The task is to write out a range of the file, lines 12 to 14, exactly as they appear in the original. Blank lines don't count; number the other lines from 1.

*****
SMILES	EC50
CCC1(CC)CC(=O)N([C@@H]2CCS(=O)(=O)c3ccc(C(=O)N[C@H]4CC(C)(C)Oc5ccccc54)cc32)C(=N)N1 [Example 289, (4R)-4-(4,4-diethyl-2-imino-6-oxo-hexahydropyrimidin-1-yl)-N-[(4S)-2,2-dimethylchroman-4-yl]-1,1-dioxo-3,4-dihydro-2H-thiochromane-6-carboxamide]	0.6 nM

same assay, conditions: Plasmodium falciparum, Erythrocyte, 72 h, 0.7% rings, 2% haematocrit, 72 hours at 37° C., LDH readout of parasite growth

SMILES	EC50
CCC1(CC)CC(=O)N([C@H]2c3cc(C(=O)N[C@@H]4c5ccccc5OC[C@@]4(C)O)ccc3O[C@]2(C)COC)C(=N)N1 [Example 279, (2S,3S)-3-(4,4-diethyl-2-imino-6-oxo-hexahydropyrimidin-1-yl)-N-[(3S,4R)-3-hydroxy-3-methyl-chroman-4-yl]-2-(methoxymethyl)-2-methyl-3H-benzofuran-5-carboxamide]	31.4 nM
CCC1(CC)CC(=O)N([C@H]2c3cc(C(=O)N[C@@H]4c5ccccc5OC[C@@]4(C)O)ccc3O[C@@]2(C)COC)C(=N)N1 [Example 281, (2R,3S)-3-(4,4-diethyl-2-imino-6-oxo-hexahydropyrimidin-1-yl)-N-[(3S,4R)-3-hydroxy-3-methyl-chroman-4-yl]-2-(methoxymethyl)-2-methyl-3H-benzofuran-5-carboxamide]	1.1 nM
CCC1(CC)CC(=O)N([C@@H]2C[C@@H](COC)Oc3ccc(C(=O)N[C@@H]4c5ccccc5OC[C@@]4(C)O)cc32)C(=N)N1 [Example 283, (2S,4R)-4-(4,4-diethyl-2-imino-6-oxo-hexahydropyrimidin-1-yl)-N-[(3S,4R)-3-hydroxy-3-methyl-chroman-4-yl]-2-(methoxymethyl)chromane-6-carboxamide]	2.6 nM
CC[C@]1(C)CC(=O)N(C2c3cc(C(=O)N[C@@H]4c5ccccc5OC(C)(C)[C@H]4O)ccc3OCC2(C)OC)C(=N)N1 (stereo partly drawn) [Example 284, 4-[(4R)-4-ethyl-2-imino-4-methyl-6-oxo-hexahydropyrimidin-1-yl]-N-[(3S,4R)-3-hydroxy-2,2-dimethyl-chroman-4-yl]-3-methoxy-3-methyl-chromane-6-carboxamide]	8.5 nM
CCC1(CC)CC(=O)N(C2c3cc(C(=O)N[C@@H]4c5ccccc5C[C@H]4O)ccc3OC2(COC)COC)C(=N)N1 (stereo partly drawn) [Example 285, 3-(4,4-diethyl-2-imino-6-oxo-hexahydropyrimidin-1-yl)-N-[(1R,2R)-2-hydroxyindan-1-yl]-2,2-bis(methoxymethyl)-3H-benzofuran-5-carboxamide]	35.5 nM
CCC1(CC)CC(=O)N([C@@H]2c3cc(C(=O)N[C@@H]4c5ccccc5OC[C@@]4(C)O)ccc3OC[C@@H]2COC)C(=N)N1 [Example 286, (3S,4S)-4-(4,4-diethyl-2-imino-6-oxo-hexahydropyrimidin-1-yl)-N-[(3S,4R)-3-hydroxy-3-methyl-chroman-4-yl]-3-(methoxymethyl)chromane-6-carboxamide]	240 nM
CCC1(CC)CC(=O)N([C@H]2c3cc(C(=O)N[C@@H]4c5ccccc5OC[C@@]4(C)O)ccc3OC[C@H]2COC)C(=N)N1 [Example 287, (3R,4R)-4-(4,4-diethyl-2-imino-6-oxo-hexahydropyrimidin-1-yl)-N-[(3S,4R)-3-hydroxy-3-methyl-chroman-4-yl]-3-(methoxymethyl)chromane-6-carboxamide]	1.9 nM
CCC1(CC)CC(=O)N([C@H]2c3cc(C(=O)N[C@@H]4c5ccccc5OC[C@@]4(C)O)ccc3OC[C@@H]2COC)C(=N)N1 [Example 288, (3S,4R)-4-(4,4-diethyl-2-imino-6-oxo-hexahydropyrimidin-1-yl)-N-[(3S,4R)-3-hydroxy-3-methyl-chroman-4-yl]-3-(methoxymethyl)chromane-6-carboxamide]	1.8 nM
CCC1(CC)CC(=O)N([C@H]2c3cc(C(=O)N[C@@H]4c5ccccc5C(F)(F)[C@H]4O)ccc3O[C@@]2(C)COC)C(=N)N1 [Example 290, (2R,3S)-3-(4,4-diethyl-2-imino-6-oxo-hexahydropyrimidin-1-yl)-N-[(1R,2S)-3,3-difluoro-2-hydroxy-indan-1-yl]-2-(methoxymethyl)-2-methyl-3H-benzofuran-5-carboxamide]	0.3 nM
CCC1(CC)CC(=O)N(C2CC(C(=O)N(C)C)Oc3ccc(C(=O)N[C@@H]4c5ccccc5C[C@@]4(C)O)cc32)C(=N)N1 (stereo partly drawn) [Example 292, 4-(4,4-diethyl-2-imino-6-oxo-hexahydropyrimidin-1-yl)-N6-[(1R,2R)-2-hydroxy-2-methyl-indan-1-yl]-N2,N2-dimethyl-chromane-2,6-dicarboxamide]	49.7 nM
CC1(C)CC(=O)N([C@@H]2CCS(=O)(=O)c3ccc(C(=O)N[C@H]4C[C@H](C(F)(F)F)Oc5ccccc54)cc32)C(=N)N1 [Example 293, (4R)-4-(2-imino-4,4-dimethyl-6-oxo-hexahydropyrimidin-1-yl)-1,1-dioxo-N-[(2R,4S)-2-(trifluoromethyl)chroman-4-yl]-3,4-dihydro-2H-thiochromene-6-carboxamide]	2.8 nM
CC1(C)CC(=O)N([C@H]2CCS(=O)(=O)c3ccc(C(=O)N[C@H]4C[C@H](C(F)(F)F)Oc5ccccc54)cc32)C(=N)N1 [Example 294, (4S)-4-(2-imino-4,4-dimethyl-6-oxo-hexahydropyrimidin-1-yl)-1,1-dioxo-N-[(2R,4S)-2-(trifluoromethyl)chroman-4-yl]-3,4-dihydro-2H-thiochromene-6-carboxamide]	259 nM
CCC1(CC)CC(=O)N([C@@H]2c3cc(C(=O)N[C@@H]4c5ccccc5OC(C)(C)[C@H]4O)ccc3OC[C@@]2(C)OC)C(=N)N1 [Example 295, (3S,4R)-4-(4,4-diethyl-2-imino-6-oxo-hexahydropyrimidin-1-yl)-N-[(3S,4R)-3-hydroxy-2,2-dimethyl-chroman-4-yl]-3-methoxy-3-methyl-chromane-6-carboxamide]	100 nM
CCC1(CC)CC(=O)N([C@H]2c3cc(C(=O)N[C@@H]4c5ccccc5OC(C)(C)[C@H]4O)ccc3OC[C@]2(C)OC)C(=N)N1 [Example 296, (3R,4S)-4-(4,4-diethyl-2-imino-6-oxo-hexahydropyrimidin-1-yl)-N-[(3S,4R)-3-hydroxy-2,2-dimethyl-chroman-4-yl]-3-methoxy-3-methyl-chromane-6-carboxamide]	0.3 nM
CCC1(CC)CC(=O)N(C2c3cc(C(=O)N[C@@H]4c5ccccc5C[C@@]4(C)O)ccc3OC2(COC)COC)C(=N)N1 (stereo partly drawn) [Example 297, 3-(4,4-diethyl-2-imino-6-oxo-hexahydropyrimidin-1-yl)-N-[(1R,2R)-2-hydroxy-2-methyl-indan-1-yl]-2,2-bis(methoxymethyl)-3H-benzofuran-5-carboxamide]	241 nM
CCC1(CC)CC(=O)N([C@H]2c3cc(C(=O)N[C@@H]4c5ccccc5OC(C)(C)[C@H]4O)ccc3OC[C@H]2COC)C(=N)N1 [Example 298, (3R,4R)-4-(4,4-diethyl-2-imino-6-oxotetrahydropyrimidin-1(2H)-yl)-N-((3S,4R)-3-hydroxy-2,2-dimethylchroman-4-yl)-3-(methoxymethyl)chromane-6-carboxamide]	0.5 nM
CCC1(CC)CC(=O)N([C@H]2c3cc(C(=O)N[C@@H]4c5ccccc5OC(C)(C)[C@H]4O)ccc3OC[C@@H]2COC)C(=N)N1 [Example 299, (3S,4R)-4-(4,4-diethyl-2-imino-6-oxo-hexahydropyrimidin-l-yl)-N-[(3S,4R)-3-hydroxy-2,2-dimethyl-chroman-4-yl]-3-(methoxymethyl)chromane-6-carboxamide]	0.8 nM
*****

CCC1(CC)CC(=O)N([C@H]2c3cc(C(=O)N[C@@H]4c5ccccc5OC[C@@]4(C)O)ccc3OC[C@@H]2COC)C(=N)N1 [Example 288, (3S,4R)-4-(4,4-diethyl-2-imino-6-oxo-hexahydropyrimidin-1-yl)-N-[(3S,4R)-3-hydroxy-3-methyl-chroman-4-yl]-3-(methoxymethyl)chromane-6-carboxamide]	1.8 nM
CCC1(CC)CC(=O)N([C@H]2c3cc(C(=O)N[C@@H]4c5ccccc5C(F)(F)[C@H]4O)ccc3O[C@@]2(C)COC)C(=N)N1 [Example 290, (2R,3S)-3-(4,4-diethyl-2-imino-6-oxo-hexahydropyrimidin-1-yl)-N-[(1R,2S)-3,3-difluoro-2-hydroxy-indan-1-yl]-2-(methoxymethyl)-2-methyl-3H-benzofuran-5-carboxamide]	0.3 nM
CCC1(CC)CC(=O)N(C2CC(C(=O)N(C)C)Oc3ccc(C(=O)N[C@@H]4c5ccccc5C[C@@]4(C)O)cc32)C(=N)N1 (stereo partly drawn) [Example 292, 4-(4,4-diethyl-2-imino-6-oxo-hexahydropyrimidin-1-yl)-N6-[(1R,2R)-2-hydroxy-2-methyl-indan-1-yl]-N2,N2-dimethyl-chromane-2,6-dicarboxamide]	49.7 nM